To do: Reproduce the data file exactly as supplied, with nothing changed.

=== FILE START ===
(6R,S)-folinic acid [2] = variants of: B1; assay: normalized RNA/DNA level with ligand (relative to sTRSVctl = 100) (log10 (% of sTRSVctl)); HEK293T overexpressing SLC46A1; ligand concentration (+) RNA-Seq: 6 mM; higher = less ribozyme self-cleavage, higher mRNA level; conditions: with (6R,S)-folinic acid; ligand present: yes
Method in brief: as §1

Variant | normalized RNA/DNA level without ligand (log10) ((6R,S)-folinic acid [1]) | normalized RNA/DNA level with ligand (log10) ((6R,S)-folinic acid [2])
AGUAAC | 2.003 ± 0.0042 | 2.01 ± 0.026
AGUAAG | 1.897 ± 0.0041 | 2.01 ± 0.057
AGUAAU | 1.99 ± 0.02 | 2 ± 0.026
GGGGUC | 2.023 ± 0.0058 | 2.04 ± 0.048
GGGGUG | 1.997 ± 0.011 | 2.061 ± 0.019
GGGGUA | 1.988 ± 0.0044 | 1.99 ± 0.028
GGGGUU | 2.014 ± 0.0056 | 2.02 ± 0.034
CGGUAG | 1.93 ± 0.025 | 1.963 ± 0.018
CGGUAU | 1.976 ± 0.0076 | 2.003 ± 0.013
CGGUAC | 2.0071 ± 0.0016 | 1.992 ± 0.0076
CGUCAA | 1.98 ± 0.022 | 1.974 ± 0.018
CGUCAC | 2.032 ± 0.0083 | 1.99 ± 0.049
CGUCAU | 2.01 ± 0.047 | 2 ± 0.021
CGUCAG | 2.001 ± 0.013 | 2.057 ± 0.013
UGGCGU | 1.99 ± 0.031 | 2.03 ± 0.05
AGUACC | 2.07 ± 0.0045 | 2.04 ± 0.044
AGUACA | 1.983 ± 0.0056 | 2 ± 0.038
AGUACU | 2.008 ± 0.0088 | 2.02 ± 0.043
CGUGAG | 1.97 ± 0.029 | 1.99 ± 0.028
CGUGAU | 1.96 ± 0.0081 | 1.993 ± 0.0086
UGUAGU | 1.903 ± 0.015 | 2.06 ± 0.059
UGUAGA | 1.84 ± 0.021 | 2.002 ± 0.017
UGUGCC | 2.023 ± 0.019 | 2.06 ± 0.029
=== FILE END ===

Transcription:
(6R,S)-folinic acid [2] = variants of: B1; assay: normalized RNA/DNA level with ligand (relative to sTRSVctl = 100) (log10 (% of sTRSVctl)); HEK293T overexpressing SLC46A1; ligand concentration (+) RNA-Seq: 6 mM; higher = less ribozyme self-cleavage, higher mRNA level; conditions: with (6R,S)-folinic acid; ligand present: yes
Method in brief: as §1

Variant | normalized RNA/DNA level without ligand (log10) ((6R,S)-folinic acid [1]) | normalized RNA/DNA level with ligand (log10) ((6R,S)-folinic acid [2])
AGUAAC | 2.003 ± 0.0042 | 2.01 ± 0.026
AGUAAG | 1.897 ± 0.0041 | 2.01 ± 0.057
AGUAAU | 1.99 ± 0.02 | 2 ± 0.026
GGGGUC | 2.023 ± 0.0058 | 2.04 ± 0.048
GGGGUG | 1.997 ± 0.011 | 2.061 ± 0.019
GGGGUA | 1.988 ± 0.0044 | 1.99 ± 0.028
GGGGUU | 2.014 ± 0.0056 | 2.02 ± 0.034
CGGUAG | 1.93 ± 0.025 | 1.963 ± 0.018
CGGUAU | 1.976 ± 0.0076 | 2.003 ± 0.013
CGGUAC | 2.0071 ± 0.0016 | 1.992 ± 0.0076
CGUCAA | 1.98 ± 0.022 | 1.974 ± 0.018
CGUCAC | 2.032 ± 0.0083 | 1.99 ± 0.049
CGUCAU | 2.01 ± 0.047 | 2 ± 0.021
CGUCAG | 2.001 ± 0.013 | 2.057 ± 0.013
UGGCGU | 1.99 ± 0.031 | 2.03 ± 0.05
AGUACC | 2.07 ± 0.0045 | 2.04 ± 0.044
AGUACA | 1.983 ± 0.0056 | 2 ± 0.038
AGUACU | 2.008 ± 0.0088 | 2.02 ± 0.043
CGUGAG | 1.97 ± 0.029 | 1.99 ± 0.028
CGUGAU | 1.96 ± 0.0081 | 1.993 ± 0.0086
UGUAGU | 1.903 ± 0.015 | 2.06 ± 0.059
UGUAGA | 1.84 ± 0.021 | 2.002 ± 0.017
UGUGCC | 2.023 ± 0.019 | 2.06 ± 0.029